New research from Finland suggests that higher blood levels of indolepropionic acid – a product of gut bacteria that is increased by a fiber-rich diet – may help to protect against type 2 diabetes.

The study suggests that having high blood levels of indolepropionic acid, which is a byproduct of gut bacteria, may protect against type 2 diabetes.

Writing about the discovery in the journal Scientific Reports, the team – led by researchers from the University of Eastern Finland in Kuopio – suggests that it increases our understanding of the important part played by gut bacteria in the relationship between diet, metabolism, and health.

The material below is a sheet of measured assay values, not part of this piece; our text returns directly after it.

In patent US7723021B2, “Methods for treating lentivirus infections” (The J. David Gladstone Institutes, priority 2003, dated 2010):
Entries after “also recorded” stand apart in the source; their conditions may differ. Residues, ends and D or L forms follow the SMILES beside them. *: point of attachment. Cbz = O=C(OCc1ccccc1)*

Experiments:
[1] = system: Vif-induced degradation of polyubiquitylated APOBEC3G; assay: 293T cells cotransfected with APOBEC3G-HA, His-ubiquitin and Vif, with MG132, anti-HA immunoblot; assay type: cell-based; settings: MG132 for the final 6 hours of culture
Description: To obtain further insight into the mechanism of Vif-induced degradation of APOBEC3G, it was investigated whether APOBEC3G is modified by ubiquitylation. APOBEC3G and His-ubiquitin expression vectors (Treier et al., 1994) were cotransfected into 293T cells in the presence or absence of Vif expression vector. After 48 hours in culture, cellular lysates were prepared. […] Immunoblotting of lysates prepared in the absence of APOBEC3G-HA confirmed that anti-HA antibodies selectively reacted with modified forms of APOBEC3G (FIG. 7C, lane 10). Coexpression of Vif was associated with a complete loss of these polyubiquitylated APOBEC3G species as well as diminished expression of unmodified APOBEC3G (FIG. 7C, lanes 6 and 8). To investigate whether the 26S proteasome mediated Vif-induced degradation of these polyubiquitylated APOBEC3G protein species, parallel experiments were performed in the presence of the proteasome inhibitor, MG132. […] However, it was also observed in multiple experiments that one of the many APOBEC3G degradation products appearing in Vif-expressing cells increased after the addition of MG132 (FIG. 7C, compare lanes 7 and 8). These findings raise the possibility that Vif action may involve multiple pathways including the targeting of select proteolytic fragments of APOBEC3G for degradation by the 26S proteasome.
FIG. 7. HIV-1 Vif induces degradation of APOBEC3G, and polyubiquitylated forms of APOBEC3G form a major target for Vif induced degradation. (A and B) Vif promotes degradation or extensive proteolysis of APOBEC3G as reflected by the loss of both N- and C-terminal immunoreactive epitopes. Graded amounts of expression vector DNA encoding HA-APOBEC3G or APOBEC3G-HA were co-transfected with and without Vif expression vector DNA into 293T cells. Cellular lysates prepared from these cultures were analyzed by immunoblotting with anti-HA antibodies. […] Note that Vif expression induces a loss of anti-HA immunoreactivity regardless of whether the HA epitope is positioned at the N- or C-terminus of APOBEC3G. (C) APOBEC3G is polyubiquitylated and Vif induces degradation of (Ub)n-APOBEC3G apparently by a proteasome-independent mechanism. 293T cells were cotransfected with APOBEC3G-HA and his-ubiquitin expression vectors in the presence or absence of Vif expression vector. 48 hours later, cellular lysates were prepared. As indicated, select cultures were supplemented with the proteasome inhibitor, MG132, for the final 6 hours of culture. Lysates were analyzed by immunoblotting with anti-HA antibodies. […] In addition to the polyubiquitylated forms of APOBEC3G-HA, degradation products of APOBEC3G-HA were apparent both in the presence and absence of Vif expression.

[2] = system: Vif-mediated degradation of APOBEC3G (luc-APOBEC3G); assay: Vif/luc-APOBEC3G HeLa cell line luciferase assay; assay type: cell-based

Diabetes is a disease in which the blood contains too much sugar, or glucose – a vital source of energy for the body’s cells.

If uncontrolled, high blood sugar can lead to blindness, kidney failure, heart disease, stroke, and amputation of lower limbs.

Levels of blood sugar are regulated by the hormone insulin, which is made in the pancreas.

The type of diabetes that develops depends on whether the high blood glucose results from lack of insulin (type 1 diabetes) or the body’s inability to use insulin (type 2 diabetes).

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